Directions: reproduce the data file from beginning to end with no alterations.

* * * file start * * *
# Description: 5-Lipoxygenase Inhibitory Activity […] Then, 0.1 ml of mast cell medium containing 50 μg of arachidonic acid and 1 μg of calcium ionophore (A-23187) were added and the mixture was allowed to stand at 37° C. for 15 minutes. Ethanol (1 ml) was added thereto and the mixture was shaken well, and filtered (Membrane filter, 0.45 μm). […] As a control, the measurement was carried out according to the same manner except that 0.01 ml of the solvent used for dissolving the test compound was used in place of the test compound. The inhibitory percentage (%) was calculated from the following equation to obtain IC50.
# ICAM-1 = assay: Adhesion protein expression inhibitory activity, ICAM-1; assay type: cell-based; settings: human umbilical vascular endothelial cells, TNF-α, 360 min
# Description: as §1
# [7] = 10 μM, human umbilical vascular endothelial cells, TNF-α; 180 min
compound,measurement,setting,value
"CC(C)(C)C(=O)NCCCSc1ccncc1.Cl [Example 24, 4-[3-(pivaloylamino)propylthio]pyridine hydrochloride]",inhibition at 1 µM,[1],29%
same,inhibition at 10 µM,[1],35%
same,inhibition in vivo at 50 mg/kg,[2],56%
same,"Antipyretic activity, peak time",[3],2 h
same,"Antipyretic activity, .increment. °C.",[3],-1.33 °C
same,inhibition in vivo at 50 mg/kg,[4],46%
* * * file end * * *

# Description: 5-Lipoxygenase Inhibitory Activity […] Then, 0.1 ml of mast cell medium containing 50 μg of arachidonic acid and 1 μg of calcium ionophore (A-23187) were added and the mixture was allowed to stand at 37° C. for 15 minutes. Ethanol (1 ml) was added thereto and the mixture was shaken well, and filtered (Membrane filter, 0.45 μm). […] As a control, the measurement was carried out according to the same manner except that 0.01 ml of the solvent used for dissolving the test compound was used in place of the test compound. The inhibitory percentage (%) was calculated from the following equation to obtain IC50.
# ICAM-1 = assay: Adhesion protein expression inhibitory activity, ICAM-1; assay type: cell-based; settings: human umbilical vascular endothelial cells, TNF-α, 360 min
# Description: as §1
# [7] = 10 μM, human umbilical vascular endothelial cells, TNF-α; 180 min
compound,measurement,setting,value
"CC(C)(C)C(=O)NCCCSc1ccncc1.Cl [Example 24, 4-[3-(pivaloylamino)propylthio]pyridine hydrochloride]",inhibition at 1 µM,[1],29%
same,inhibition at 10 µM,[1],35%
same,inhibition in vivo at 50 mg/kg,[2],56%
same,"Antipyretic activity, peak time",[3],2 h
same,"Antipyretic activity, .increment. °C.",[3],-1.33 °C
same,inhibition in vivo at 50 mg/kg,[4],46%